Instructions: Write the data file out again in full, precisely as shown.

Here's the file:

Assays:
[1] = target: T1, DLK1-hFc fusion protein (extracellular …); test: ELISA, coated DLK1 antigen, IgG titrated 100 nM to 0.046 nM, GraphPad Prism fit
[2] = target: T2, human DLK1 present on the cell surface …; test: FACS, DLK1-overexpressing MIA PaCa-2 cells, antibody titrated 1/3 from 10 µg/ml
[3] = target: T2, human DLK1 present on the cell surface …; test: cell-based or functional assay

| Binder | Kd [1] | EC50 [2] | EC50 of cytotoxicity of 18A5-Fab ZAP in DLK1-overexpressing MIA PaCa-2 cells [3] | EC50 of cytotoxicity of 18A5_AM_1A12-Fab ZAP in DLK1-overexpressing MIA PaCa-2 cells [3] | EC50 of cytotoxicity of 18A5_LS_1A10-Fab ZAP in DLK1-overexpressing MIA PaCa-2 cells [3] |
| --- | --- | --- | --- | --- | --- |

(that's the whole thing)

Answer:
Assays:
[1] = target: T1, DLK1-hFc fusion protein (extracellular …); test: ELISA, coated DLK1 antigen, IgG titrated 100 nM to 0.046 nM, GraphPad Prism fit
[2] = target: T2, human DLK1 present on the cell surface …; test: FACS, DLK1-overexpressing MIA PaCa-2 cells, antibody titrated 1/3 from 10 µg/ml
[3] = target: T2, human DLK1 present on the cell surface …; test: cell-based or functional assay

| Binder | Kd [1] | EC50 [2] | EC50 of cytotoxicity of 18A5-Fab ZAP in DLK1-overexpressing MIA PaCa-2 cells [3] | EC50 of cytotoxicity of 18A5_AM_1A12-Fab ZAP in DLK1-overexpressing MIA PaCa-2 cells [3] | EC50 of cytotoxicity of 18A5_LS_1A10-Fab ZAP in DLK1-overexpressing MIA PaCa-2 cells [3] |
| --- | --- | --- | --- | --- | --- |